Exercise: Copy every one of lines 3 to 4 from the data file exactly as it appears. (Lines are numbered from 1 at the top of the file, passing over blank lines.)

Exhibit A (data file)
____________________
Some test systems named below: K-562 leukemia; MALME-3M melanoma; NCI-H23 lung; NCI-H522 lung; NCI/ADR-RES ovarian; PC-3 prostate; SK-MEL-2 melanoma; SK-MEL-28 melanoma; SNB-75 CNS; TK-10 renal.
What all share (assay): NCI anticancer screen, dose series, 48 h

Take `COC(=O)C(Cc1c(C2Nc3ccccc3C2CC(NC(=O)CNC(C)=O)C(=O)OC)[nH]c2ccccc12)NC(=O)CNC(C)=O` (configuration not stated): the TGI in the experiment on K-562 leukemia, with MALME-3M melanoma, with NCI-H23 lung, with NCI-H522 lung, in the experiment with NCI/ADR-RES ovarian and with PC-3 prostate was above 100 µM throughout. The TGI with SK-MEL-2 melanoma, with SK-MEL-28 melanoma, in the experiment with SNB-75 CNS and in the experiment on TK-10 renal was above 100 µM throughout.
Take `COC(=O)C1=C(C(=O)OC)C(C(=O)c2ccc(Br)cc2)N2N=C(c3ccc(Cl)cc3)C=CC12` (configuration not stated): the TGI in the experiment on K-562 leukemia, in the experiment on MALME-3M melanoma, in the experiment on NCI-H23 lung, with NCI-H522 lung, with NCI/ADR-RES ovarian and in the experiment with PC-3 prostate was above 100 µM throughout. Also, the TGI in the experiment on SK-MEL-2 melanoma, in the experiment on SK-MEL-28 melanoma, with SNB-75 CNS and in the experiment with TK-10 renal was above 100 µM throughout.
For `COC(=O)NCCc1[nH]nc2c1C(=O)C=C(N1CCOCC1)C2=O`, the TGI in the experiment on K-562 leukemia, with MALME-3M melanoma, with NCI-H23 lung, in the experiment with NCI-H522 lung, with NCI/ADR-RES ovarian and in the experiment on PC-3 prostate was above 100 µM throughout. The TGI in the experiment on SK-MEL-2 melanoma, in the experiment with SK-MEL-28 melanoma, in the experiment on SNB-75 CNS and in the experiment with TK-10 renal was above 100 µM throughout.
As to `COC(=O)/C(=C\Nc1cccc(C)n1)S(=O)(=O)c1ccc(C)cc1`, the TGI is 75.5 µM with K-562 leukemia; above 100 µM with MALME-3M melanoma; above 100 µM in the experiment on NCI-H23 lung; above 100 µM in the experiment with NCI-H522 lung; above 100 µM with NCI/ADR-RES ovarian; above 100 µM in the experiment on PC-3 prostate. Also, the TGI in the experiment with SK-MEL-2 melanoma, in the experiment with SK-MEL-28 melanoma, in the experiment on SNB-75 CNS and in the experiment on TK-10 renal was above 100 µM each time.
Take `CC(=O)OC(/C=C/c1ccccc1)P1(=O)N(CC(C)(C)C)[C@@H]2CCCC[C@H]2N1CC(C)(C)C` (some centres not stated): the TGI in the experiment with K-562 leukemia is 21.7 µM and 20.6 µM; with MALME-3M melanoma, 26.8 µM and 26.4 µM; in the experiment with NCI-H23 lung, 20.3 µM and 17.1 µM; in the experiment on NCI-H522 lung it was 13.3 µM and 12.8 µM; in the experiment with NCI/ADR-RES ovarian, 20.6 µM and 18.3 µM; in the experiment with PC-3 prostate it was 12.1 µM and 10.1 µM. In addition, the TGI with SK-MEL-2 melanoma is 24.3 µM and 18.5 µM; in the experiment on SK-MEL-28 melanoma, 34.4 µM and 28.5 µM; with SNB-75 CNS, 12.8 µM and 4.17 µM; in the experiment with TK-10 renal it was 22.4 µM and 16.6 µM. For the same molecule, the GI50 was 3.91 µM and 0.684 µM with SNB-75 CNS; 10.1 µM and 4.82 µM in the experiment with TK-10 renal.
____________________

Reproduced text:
Take `COC(=O)C(Cc1c(C2Nc3ccccc3C2CC(NC(=O)CNC(C)=O)C(=O)OC)[nH]c2ccccc12)NC(=O)CNC(C)=O` (configuration not stated): the TGI in the experiment on K-562 leukemia, with MALME-3M melanoma, with NCI-H23 lung, with NCI-H522 lung, in the experiment with NCI/ADR-RES ovarian and with PC-3 prostate was above 100 µM throughout. The TGI with SK-MEL-2 melanoma, with SK-MEL-28 melanoma, in the experiment with SNB-75 CNS and in the experiment on TK-10 renal was above 100 µM throughout.
Take `COC(=O)C1=C(C(=O)OC)C(C(=O)c2ccc(Br)cc2)N2N=C(c3ccc(Cl)cc3)C=CC12` (configuration not stated): the TGI in the experiment on K-562 leukemia, in the experiment on MALME-3M melanoma, in the experiment on NCI-H23 lung, with NCI-H522 lung, with NCI/ADR-RES ovarian and in the experiment with PC-3 prostate was above 100 µM throughout. Also, the TGI in the experiment on SK-MEL-2 melanoma, in the experiment on SK-MEL-28 melanoma, with SNB-75 CNS and in the experiment with TK-10 renal was above 100 µM throughout.